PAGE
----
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Nearly 24 tests for the novel coronavirus are available


 

The Food and Drug Administration has approved nearly two dozen tests for the novel coronavirus through its Emergency Use Authorization (EUA) policy, according to the Infectious Diseases Society of America (IDSA).

“Based on what we know about influenza, it’s unlikely that all of these tests are going to perform exactly the same way,” said Angela M. Caliendo, MD, executive vice chair of the department of medicine at Brown University in Providence, R.I., at a press briefing. Although these tests are good, no test is perfect, she added.

The development and availability of testing has improved over time, but clinical laboratories still face challenges, said Kimberly E. Hanson, MD, associate professor of internal medicine at University of Utah, Salt Lake City. These challenges include shortages of devices for specimen collection, media, test tubes, and reagents. Although the goal is to test all symptomatic patients, these shortages require laboratories to prioritize health care workers and the sickest patients.

Tests are being approved through an abbreviated process

Two types of test, rapid tests and serology tests, are in use. Rapid tests use polymerase chain reactions to detect the virus in a clinical specimen. This type of testing is used to diagnose infection. Serology tests measure antibodies to the virus and are more appropriate for indicating whether a patient has been exposed to the virus.

The declaration of a national emergency enabled the FDA to activate its EUA policy, which allows for quicker approval of tests. Normally, a test must be assessed in the laboratory (such as with a mock specimen or an inactivated virus) and in a clinical study of patients. Under the EUA, clinical assessment is not required for the approval of a test. Consequently, the clinical performance of a test approved under EUA is unknown.

Collecting a specimen of good quality is critical to the quality of the test result, said Dr. Caliendo, the secretary of IDSA’s board of directors. Clinicians and investigators have used nasopharyngeal swabs, sputum, and specimens collected from deep within the lung. “We’re still collecting data to determine which is the best specimen type.” As coronavirus testing expands, particularly to drive-through testing sites, “we may be using people who are not as experienced, and so you might not get as high a quality specimen in that situation,” Dr. Caliendo added.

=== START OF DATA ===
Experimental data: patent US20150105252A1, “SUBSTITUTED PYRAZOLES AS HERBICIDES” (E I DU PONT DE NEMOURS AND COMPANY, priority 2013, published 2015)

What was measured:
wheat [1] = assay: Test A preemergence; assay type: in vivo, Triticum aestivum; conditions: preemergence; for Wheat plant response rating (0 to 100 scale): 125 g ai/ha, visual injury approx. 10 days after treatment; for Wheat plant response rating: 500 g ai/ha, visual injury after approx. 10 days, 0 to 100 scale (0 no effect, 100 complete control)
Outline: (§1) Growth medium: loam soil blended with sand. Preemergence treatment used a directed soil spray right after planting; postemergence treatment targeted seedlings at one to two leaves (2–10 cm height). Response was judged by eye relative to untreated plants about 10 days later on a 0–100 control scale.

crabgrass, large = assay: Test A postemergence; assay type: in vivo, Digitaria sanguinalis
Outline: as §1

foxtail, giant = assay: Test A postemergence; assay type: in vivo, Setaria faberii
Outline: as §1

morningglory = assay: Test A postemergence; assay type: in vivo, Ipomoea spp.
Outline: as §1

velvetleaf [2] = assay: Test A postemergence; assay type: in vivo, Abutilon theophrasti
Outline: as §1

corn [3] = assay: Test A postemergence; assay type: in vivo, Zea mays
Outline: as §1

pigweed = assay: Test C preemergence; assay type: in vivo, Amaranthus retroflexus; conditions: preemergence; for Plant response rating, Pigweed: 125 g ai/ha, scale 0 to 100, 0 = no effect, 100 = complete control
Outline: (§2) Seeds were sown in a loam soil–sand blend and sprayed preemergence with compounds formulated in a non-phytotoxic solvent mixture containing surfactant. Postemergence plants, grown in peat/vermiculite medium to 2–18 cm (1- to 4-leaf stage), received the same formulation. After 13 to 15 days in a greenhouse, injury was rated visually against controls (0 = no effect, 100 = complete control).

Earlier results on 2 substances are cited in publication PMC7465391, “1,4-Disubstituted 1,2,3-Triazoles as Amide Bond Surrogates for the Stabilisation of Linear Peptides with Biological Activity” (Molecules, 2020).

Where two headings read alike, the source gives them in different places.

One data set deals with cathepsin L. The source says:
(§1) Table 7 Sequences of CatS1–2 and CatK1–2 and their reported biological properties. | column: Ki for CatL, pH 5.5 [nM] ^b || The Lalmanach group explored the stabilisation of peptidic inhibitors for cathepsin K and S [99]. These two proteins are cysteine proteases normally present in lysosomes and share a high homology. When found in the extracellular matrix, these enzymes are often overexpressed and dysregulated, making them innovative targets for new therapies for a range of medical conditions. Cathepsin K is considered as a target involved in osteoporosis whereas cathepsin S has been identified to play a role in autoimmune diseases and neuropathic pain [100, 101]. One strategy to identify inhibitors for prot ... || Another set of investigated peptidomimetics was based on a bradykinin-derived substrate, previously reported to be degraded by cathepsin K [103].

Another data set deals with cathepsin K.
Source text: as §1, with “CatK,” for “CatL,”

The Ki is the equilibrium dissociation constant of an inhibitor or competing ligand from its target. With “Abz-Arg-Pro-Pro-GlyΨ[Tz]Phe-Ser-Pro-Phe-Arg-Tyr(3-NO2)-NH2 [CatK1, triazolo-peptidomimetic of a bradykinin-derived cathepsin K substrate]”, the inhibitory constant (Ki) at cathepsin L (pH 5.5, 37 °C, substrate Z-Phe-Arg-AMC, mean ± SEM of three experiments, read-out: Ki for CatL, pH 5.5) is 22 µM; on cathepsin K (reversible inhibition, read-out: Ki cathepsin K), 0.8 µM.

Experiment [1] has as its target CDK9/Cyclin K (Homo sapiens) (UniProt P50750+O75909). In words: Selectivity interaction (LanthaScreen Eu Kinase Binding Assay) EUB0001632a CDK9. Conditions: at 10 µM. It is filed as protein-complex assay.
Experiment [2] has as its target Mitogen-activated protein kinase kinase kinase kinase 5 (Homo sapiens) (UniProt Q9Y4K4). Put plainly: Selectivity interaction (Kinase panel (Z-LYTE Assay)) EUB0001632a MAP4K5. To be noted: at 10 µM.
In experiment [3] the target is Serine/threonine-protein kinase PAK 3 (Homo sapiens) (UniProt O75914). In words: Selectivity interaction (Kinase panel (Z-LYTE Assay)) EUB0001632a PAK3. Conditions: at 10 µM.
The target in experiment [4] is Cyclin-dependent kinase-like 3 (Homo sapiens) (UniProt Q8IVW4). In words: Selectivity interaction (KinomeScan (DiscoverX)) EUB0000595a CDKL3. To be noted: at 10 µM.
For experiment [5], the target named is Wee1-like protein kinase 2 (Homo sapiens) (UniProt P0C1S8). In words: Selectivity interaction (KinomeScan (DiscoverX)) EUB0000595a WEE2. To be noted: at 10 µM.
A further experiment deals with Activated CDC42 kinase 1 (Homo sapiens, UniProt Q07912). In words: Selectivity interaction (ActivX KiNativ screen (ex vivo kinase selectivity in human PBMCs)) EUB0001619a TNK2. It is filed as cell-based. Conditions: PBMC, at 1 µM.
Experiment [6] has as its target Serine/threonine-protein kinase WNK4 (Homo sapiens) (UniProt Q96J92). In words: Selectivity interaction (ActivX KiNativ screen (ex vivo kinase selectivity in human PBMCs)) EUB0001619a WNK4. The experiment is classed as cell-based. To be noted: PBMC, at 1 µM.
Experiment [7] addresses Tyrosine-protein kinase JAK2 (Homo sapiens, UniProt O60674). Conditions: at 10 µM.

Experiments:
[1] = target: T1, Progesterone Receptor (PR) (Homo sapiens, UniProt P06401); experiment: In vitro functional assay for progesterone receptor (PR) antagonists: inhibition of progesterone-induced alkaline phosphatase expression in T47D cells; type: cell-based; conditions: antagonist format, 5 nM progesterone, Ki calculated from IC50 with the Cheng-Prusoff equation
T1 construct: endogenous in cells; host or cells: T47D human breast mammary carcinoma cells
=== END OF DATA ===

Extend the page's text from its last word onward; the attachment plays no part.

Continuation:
The timing of the test influences the quality of the result, as well, because the amount of virus is lower at the onset of symptoms than it is later. Another factor that affects the quality of the results is the test’s sensitivity.

The time to obtain results varies

The value of having several tests available is that it enables many patients to be tested simultaneously, said Dr. Hanson, a member of IDSA’s board of directors. It also helps to reduce potential problems with the supply of test kits. A test manufacturer, however, may supply parts of the test kit but not the whole kit. This requires the hospital or laboratory to obtain the remaining parts from other suppliers. Furthermore, test manufacturers may need to prioritize areas with high rates of infection or transmission when they ship their tests, which limits testing in other areas.

One reason for the lack of a national plan for testing is that the virus has affected different regions at different times, said Dr. Caliendo. Some tests are more difficult to perform than others, and not all laboratories are equally sophisticated, which can limit testing. It is necessary to test not only symptomatic patients who have been hospitalized, but also symptomatic patients in the community, said Dr. Caliendo. “Ideally, we’re going to need to couple acute diagnostics [testing while people are sick] with serologic testing. Serologic testing is going to be important for us to see who has been infected. That will give us an idea of who is left in our community who is at risk for developing infection.”

How quickly test results are available depends on the type of test and where it is administered. Recently established drive-through clinics can provide results in about 30 minutes. Tests performed in hospitals may take between 1 and 6 hours to yield results. “The issue is, do we have reagents that day?” said Dr. Caliendo. “We have to be careful whom we choose to test, and we screen that in the hospital so that we have enough tests to run as we need them.” But many locations have backlogs. “When you have a backlog of testing, you’re going to wait days, unfortunately, to get a result,” said Dr. Caliendo.

Dr. Caliendo and Dr. Hanson did not report disclosures for this briefing.

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